Edit Infor CRM (Saleslogix) data in SQL

Sometimes in Infor CRM (Saleslogix), you need to change or fix something directly in SQL. For folks experienced in SQL, this is not difficult.  But for some us, this can be a daunting task.  I am going to show you some simple SQL statements that can be used to delete or change a single piece of data in CRM.  I must emphasize, any time you are editing live SQL data, you want to make very sure you have recent backup of the database.  Used correctly, these queries should not cause any issues, but best to be prepared, just in case.  Now, to be extra careful, I am going to break this down into many steps.  Folks who are more confident in SQL could combine or eliminate some of these steps, but I want to make this easy to follow by making sure each step does exactly one thing.

First, open up SQL Server Management Studio, and connect the to the SQL instance that contains your CRM database.  Make sure you are logging in with an account that has rights to edit the database. Expand Databases, then expand your CRM database, then expand Tables.  Right click on the table you need to edit, and click Select Top 1000 Rows.  In the query screen to the right, the top half shows the SQL query used to pull the top 1000 rows, while the bottom half is the actual 1000 rows of data.  For any tables you might need to edit directly, the first column will be the ID.  (First column of Contacts is CONTACTID, first column of Account is ACCOUNTID, etc.)  Each row has its own ID, so this is the best field to use to specify exactly one row of data.

To get the ID we need we are going to alter the query in the top half of the screen.  (You can skip this if you already know the ID.)  The query you see there now is just the query selecting all the columns from the listed table. We are going to tell it to be more picky.  Put your cursor at the very end of the query start a new line, and type

WHERE columnname = ‘value’

Then click Execute.  For example (I am using the test database for these examples), if you are looking for a contact with the last name of Wright, you would type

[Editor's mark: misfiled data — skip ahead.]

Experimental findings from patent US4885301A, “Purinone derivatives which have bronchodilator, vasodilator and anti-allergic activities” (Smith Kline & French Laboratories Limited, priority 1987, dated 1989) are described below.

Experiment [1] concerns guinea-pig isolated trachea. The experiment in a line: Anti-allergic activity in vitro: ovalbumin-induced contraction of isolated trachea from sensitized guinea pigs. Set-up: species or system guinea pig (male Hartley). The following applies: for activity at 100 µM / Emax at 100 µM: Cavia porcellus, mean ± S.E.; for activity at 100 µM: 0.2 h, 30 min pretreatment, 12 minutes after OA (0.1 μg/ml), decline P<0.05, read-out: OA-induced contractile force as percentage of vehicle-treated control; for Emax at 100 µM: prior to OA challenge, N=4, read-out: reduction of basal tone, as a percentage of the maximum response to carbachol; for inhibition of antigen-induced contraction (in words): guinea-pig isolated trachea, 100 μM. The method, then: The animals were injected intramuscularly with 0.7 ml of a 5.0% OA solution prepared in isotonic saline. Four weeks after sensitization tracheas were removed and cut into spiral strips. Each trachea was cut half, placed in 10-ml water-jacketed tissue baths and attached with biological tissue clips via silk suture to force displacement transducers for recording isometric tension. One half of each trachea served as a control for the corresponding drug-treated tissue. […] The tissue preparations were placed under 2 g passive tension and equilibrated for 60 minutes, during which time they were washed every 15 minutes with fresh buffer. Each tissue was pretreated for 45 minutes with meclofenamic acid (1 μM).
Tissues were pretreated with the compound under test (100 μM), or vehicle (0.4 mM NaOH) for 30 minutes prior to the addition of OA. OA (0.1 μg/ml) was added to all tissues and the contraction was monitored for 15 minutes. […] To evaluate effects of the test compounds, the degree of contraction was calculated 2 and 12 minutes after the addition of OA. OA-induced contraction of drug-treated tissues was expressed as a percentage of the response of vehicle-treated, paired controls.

When you click Execute, the query will display all the contacts with a last name of Wright.  Now, since our goal is to edit a single piece of data, we want to locate the Wright we want (if there is more than one) and copy the CONTACTID.  We will need it for out next step.

Now to edit the data.  Select New Query, and type in your query.  To edit a single value, you would use the following:

UPDATE tablename

SET column = ‘value

WHERE idcolumn = idvalue

For example lets say you wanted to change Barry Wright’s middle name to Lee. In the previous step, we found Barry Wright, and copied his CONTACTID of CA2EK0013120.  You would type the query:




Remember, always include the WHERE line in your query.  If you leave it out, it will update all the values in the table, rather than just one.

If you want to get rid of value, you set it equal to NULL (no quotes).  So if you were instead wanted Barry Wright to have no middle name, you would use:




Finally, if you want to get rid of an entire entry, not just one value but the whole row, you use DELETE FROM instead of UPDATE.  So if you wanted to completely delete Barry Wright from the CONTACT table, you would type:



There is no middle line, as you don’t have to specify which values you are deleting for this contact.  You are deleting the entire contact.  As before, make sure you include the WHERE, or it will delete all the values in the table.


  1. I started wrapping all of my updates in transactions. This way, I know how many records I’m affecting before I actually touch them. Just start the query with BEGIN TRANSACTION and end the query with ROLLBACK TRANSACTION. If the number of records affected looks correct, comment ROLLBACK TRANSACTION and add COMMIT TRANSACTION.

  2. Hi Dan,

    nice article.

    But it should be explicitly mentioned that it poses a certain risk to update your SLX/InforDB bypassing the SLXOLEDB-Provider.

    The provider translates datetime values from local time to UTC and forth, so doing this ‘by hand’ via SSMS or ADO.net directly, you have to do this timezone adjustment for yourself.
    Otherwise you will end up with pretty messy data.

    Another part to be really careful about are legacy installations still using remote syn via syncserver.
    If you update your DB (Main Office or Remote) directly with rwa SQL, those changes will not propagate to other remote sync partners.


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